MQTT has some terms that make it easy to remember, what does what.

There are two types of players in MQTT, a broker and a client. Compare it with REST we have a 'server' and then 'clients' that connect, the naming is different because the 'server' in MQTT is also managing data between clients. But, it functions in almost-the-same way

There’s only one broker, but there can be multiple clients.

  • The broker is considered the ‘reliable’ one in the relationship - even if the connection goes out, the broker is expected to be available whenever the transport is working.
  • The broker gets all the published messages from the clients and stores them in a database or memory.
  • The broker then delivers the messages to the subscriber clients.

In general, the MQTT broker is not what we spend a lot of time engineering as there are many great free broker softwares (we're partial to Mosquitto), as well as dozens of broker services you can pay for that will do all the management for you. For example, Microsoft Azure, AWS IoT, even our very own adafruit.io

The part you will be most involved in is the client - that’s part of your application, whether it be a sensor, robot, or... toaster!

customer___partner_projects_adafruit_io_mqtt.png
A single client (toaster) + single broker (cloud service) example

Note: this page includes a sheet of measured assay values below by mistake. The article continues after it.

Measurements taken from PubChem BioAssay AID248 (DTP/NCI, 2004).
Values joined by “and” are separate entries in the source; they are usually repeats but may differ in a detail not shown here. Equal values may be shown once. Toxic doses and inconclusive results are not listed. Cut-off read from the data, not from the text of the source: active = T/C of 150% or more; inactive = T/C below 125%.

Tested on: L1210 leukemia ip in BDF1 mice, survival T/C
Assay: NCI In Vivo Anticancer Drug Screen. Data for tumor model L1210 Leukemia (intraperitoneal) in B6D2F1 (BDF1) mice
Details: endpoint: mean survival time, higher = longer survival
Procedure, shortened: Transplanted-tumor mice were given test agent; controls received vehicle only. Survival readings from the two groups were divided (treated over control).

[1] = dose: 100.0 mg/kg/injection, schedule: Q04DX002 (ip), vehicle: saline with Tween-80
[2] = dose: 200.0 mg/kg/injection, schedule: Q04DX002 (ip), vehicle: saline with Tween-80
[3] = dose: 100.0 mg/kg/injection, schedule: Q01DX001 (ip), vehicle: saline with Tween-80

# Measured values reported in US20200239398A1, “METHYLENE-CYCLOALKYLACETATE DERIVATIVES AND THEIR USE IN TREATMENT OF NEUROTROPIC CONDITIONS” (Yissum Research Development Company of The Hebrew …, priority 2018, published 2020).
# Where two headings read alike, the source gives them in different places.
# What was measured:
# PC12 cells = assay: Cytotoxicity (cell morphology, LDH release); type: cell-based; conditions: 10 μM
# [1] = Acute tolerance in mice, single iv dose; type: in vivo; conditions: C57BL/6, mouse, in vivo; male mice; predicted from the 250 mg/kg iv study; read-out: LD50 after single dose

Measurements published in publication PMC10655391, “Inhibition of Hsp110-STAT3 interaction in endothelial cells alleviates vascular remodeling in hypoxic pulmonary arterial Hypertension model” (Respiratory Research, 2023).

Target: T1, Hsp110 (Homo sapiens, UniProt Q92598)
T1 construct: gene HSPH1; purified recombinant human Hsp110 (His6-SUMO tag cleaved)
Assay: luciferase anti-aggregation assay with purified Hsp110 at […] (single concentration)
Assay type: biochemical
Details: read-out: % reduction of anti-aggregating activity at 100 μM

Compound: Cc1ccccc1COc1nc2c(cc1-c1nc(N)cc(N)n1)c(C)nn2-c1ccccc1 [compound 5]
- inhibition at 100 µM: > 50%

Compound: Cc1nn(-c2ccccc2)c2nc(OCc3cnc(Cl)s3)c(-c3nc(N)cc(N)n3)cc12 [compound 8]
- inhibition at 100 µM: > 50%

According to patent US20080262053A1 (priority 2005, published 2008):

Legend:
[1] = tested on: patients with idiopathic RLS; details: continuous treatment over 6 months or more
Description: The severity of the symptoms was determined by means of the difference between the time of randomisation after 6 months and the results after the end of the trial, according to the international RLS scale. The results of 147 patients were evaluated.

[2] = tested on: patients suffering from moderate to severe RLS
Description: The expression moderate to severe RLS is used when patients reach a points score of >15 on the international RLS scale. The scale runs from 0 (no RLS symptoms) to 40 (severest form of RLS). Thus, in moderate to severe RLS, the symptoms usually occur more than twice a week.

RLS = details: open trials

Broker & Clients Example

Here's an example showing the way brokers and clients interact

Let's say you have your internet of toaster at home (it has a WiFi chip, and is on your home network). And you have a geotracker in your car (a cellular+gps connection).

There's 2 ways you could have the two devices 'talk' to each other

  1. Have one of the devices run as a 'server' with an IP address, so that the other sensor can connect to it at any time
  2. Have a third 'server' somewhere, both toaster and car connect to that computer server and the computer sends messages back and forth.

Option #1 is in a sense, the 'least expensive' because no extra computer is needed. However, it's crazy difficult to pull off because the toaster or car have to be constantly waiting for a connection. And the other device needs to know the IP address of the listener. And then, what happens if a third device is involved?

Thus, we go with option #2 - the server that handles the messages? That's the MQTT Broker and the car and toaster are both MQTT Clients. You can now easily add more clients to add or monitor data, such as your mobile app (CyberToastApp, now available at the iTunes store?)

This guide was first published on Dec 14, 2017. It was last updated on Dec 14, 2017.
This page (Brokers & Clients) was last updated on Sep 22, 2020.